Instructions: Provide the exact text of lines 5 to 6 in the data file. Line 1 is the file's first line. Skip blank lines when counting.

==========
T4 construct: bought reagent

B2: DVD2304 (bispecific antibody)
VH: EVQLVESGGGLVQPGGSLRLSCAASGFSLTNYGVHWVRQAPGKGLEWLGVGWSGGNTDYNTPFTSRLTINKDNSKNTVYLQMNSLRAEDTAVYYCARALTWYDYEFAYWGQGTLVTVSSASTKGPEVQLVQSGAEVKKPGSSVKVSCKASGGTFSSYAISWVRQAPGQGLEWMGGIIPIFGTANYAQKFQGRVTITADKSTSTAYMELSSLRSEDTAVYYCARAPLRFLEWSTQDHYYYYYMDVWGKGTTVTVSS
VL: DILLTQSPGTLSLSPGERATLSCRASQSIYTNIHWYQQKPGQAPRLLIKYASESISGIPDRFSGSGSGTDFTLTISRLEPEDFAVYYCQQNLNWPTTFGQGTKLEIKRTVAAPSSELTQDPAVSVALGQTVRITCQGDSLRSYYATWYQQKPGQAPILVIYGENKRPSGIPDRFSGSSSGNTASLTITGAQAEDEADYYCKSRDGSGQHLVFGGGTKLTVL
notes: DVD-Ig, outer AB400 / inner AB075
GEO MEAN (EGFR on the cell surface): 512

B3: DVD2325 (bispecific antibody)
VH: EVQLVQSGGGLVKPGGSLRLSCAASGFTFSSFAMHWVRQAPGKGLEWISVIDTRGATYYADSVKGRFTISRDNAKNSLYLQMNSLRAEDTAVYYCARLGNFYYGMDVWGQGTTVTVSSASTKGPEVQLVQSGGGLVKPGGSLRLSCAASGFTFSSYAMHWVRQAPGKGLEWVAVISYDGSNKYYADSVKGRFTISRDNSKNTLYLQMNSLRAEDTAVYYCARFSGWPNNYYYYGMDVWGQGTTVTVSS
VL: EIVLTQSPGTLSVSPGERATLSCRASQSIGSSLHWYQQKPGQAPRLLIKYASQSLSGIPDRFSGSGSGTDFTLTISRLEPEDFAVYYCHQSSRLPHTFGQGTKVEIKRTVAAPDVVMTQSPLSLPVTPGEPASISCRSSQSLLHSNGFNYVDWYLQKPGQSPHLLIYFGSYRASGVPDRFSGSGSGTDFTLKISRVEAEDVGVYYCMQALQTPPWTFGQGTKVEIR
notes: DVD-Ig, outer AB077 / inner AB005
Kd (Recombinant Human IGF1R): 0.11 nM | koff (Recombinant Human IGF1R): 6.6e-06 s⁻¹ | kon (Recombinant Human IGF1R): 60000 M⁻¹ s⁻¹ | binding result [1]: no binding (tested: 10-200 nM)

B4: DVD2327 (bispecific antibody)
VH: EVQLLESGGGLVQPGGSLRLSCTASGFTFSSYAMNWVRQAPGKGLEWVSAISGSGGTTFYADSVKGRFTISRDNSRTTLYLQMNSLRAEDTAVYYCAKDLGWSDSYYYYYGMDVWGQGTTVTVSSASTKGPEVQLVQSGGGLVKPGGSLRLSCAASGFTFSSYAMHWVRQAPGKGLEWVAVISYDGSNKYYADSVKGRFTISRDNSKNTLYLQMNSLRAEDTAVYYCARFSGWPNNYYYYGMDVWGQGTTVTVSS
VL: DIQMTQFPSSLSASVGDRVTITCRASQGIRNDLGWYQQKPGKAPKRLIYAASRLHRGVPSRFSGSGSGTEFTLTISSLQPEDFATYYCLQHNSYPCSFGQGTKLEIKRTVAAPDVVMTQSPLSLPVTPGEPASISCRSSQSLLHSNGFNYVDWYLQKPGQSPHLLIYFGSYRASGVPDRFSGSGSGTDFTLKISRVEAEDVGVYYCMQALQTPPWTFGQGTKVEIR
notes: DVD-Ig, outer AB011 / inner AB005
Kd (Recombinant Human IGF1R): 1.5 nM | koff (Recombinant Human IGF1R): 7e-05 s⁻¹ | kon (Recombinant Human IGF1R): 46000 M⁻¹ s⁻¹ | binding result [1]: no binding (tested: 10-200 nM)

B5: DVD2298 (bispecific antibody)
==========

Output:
notes: DVD-Ig, outer AB400 / inner AB075
GEO MEAN (EGFR on the cell surface): 512